It’s hardly revelatory to note that Covid19 changed life as we knew it. It rendered previously unfathomable concepts like hard state borders, lockdowns, curfews and home school, the norm.
One thing the pandemic didn’t – and hasn’t – changed, however, is the existence of other health issues. While we collectively scrambled to come to terms with an unfolding crisis triggered by a new highly infectious virus, the old and familiar illnesses didn’t abate. What did abate, however, was the number of Australians who sought medical treatment and assistance.
Presentations to hospital emergency departments in metropolitan areas were down as much as 25% in the early months of COVID19. A similar pattern occurred overseas and it’s not hard to understand why. But health professionals and authorities say it’s concerning because any delay in seeking appropriate medical attention, particularly for anyone with time‐sensitive, potentially life‐threatening conditions, even in the midst of a pandemic, is deeply troubling.
Personally, as a haver of chronic illness, I can relate in a few ways. One of my conditions flared in the middle of Australia’s first lock down and it wasn’t something I could ignore because the symptoms were obvious. It was a blessing and a curse: a curse because pain triggered by furiously-inflamed tissue in a major joint is miserable but a blessing because the pain indicated – beyond any doubt – that my illness needed attention. Mercifully, after seeking the medical attention I clearly needed, after a few months medication resolved the problem.
That my body might be harbouring another live condition during that same period didn’t cross my mind. It turned out however the body is a marvel in the realm of multi-tasking and while I was focused on the bigger illness at hand, an invisible – and symptom-less – condition was emerging.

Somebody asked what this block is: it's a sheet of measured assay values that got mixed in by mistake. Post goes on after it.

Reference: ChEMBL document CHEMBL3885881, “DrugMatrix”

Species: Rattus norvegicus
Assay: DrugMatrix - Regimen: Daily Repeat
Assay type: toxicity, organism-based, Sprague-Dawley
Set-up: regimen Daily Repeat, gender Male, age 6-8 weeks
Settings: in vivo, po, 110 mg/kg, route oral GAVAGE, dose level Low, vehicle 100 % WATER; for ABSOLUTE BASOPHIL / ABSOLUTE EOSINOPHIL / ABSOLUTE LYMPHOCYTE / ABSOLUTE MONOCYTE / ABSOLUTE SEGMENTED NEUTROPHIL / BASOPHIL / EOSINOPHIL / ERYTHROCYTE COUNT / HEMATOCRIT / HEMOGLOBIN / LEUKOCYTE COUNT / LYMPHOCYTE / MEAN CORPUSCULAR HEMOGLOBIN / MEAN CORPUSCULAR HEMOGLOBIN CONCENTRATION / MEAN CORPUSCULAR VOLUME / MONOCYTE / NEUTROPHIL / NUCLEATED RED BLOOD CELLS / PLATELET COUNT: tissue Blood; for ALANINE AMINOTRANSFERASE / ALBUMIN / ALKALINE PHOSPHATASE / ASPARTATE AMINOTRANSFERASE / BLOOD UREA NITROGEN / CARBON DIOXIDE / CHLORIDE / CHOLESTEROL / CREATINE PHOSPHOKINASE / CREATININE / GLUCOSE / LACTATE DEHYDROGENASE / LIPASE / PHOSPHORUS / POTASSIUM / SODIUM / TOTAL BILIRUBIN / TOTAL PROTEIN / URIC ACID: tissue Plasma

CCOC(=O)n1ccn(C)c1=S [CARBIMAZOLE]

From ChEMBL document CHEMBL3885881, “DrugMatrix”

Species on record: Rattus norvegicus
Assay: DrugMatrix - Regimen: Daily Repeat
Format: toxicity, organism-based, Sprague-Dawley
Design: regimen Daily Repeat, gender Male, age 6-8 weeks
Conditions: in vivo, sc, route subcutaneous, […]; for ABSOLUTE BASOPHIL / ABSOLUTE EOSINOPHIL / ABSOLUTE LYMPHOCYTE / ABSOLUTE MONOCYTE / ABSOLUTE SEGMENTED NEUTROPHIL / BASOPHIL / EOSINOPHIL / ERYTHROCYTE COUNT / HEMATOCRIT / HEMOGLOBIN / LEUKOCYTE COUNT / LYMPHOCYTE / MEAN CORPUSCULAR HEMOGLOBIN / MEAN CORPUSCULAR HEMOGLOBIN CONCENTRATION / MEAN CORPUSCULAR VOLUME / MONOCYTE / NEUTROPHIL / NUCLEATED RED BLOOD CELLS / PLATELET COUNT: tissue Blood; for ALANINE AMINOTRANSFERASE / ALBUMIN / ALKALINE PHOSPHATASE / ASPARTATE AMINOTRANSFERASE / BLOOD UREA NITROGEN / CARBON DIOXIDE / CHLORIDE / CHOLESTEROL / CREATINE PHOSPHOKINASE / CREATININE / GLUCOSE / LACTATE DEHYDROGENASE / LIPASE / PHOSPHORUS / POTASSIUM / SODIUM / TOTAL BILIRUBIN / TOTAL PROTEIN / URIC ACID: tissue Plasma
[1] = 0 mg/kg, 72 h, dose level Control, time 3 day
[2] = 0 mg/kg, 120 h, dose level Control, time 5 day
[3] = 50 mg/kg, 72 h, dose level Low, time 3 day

When Covid19 first hit I postponed an unpleasant but necessary annual procedure on account of wanting to avoid being in a hospital even just for a day. I’m on immunosuppressant medication which meant I was conscious of being more vulnerable to Covid19. Paradoxically, coronavirus wasn’t the only issue I needed to be wary of. The procedure I had put off by three months revealed a more insidious problem: detection was early enough that it wasn’t a disaster. But it could have been. It was disconcerting and requires close monitoring but it could have been so much worse. Complacency, even for just a few months and even with an arguably legitimate basis, could have come cost me dearly.
I discussed it with one of my specialists late last year who observed the cruel reality that illness isn’t a zero-sum game. Having one condition does not necessarily make a person less likely to develop another.
The moral of this story is an instruction: to book the appointment you might be putting off. Let’s be honest, even before Covid19 turned the world upside down it was a bit tempting to avoid the various health check ups we need. Pap smears, mammograms, skin checks, blood tests and other screening exercises aren’t fun but they are absolutely necessary. Covid19 hasn’t changed the likelihood of developing other illnesses and ailments so make 2021 the year to get checked.